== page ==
That brings me to my next set of questions for anyone that cares to answer... (not directed at anyone in particular so no one get mad, please) with that in mind... and with the idea that it's more likely that Banker's Rounding will be used in "Digital Signal Processing" (although I don't see a sign of it in the Fast Fourier Transformation algorithyms on Wikipedia), can anyone think of a reason to actually have a Banker's Rounding function in SQL? What would we use it for? Perhaps in a more scientific oriented database (I tend to think of telephone call records and "banking functions" just 'cause I'm in a non-scientific area)? And, even if we did use it in the non-scientific world of call details and/or money, would a decent SOX auditor be capable of doing the rounding correctly? Would (s)he even know what the heck it is?

Or, is it all just "case in point" and a "whole lot of fun to figure/comiserate about" No, I'm not trying to be a smart guy about this... I'm just thinking that it's such a rarely used form of rounding that most folks just don't even know what it is and I'm really curious if anyone actually uses it in SQL Server (or any RDBMS for that matter)...



--Jeff Moden

RBAR is pronounced ree-bar and is a Modenism for Row-By-Agonizing-Row.
First step towards the paradigm shift of writing Set Based code:
Stop thinking about what you want to do to a row... think, instead, of what you want to do to a column.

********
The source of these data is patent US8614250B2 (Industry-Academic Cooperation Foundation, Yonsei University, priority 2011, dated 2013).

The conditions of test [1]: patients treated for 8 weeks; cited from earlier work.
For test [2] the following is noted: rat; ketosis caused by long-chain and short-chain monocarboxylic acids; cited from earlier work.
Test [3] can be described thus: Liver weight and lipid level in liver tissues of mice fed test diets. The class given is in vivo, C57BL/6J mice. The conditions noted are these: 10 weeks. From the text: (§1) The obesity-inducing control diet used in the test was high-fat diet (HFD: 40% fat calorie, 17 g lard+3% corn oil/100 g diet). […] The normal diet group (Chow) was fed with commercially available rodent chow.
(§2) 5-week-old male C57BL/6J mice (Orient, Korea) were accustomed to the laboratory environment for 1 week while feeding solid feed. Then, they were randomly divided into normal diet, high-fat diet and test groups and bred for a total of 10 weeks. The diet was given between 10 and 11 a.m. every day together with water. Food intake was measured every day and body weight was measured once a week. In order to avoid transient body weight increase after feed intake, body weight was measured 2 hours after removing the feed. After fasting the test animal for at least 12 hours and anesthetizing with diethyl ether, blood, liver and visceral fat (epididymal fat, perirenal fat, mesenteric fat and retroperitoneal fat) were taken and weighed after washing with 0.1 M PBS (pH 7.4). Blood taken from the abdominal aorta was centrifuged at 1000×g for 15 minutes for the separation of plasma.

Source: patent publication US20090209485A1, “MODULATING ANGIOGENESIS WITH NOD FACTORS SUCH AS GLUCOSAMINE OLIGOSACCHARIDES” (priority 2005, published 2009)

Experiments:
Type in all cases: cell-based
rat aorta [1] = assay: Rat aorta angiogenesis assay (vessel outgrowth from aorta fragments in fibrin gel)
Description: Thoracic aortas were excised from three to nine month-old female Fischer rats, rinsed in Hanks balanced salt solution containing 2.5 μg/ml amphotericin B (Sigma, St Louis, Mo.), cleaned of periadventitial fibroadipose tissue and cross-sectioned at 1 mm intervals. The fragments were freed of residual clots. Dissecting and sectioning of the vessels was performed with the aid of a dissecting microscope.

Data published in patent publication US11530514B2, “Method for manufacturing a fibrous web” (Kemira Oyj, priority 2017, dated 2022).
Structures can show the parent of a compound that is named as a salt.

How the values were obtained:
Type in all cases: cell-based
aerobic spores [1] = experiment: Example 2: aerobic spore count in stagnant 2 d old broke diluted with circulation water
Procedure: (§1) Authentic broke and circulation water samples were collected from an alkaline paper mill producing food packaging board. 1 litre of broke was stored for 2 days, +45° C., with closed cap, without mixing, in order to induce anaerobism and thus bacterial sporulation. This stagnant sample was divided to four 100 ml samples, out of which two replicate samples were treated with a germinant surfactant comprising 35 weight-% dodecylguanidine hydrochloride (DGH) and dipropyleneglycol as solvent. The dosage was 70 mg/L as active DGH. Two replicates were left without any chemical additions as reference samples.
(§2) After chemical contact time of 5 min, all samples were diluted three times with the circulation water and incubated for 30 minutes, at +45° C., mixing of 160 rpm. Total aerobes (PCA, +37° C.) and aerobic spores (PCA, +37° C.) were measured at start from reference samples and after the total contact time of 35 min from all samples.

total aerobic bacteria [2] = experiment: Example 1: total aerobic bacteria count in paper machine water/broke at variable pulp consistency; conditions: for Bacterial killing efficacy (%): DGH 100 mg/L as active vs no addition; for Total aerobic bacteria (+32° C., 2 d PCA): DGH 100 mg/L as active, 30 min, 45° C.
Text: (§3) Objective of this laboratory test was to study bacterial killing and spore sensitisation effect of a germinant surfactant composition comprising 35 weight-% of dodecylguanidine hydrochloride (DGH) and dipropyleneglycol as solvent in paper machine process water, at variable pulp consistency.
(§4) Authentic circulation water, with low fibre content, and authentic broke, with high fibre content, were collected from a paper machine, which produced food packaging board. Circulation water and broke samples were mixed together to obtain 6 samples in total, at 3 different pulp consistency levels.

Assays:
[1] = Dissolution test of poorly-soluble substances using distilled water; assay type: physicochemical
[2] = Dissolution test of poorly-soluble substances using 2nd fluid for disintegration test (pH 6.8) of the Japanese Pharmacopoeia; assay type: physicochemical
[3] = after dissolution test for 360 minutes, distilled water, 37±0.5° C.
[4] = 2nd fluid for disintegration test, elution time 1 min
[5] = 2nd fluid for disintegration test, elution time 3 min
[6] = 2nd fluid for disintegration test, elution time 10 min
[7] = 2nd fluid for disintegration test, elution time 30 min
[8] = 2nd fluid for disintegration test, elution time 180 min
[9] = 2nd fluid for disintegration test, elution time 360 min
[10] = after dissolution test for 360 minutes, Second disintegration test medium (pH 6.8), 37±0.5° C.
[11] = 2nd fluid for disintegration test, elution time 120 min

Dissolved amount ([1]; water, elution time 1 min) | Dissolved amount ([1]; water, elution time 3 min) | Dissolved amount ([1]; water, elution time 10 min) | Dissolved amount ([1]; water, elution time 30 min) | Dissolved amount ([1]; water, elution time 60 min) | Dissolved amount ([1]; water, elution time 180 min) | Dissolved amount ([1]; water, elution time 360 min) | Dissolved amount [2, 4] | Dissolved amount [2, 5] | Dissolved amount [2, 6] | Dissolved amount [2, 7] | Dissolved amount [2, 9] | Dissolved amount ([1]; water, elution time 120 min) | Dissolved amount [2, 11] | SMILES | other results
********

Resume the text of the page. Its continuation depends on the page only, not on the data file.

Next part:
If you think its expensive to hire a professional to do the job, wait until you hire an amateur. -- Red Adair

Helpful Links:
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A few years ago, I was developing a system using SQL 6.5/Delphi 3.
In front end (Delphi), default rounding was Banker's Rounding.
Because ANSI decided to uses Banker's Rounding as standard.
My client would not accept Banker's Rounding.
So I ended up writing a function in Delphi to use traditional rounding.
I know at least version 7 of Delphi still uses Banker's Rounding.

K. Matsumura
David McFarland
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Jeff, it's actually a bit more commonly used than the anecdotal evidence would lead you to suggest, it's just poorly named. To be fair, it also has a ton of different names it goes by, which makes it more confusing. "Banker's Rounding", "Unbiased Rounding", "Statistician's Rounding", "Convergent Rounding", "Round To Even", "Round Half Even", "Round to Nearest", etc. On the other hand, it's also the rounding method used by millions of .NET apps, whether the users know it or not, since that is how Math.Round worked until 2005 (it still works that way, but now you can use traditional rounding if you'd prefer). It's the default rounding method per IEEE 754 (this is probably the biggest reason), .NET, several of the ASTM committees, Delphi, and many others. It's available in almost every programming language, Mathematica, Matlab, Excel, and countless other apps. In fact, SQL Server is one of the only places where I've needed it, yet it didn't exist natively. On the other hand, it wouldn't surprise me if Katmai supported it.

I've probably used it on only about 10% of the projects I've consulted on, and even then, I don't think all of them needed it (two of them were just "I heard this is good, so use it" type situations), but for those who do, it would be nice to have a working function. Basically, it's a tool. It could be indispensible to one person, and never picked up by another. I just think it would be nice for those who need it to have a good quality tool.

So, to answer your question, it's not universally used, but it's far more common than you'd think, so yes, I do think it's a wise component to have around.


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> I just think it would be nice for those who need it to have a good quality tool.

So, what's a problem to prove the good quality of the tool on the examples posted 3 posts above?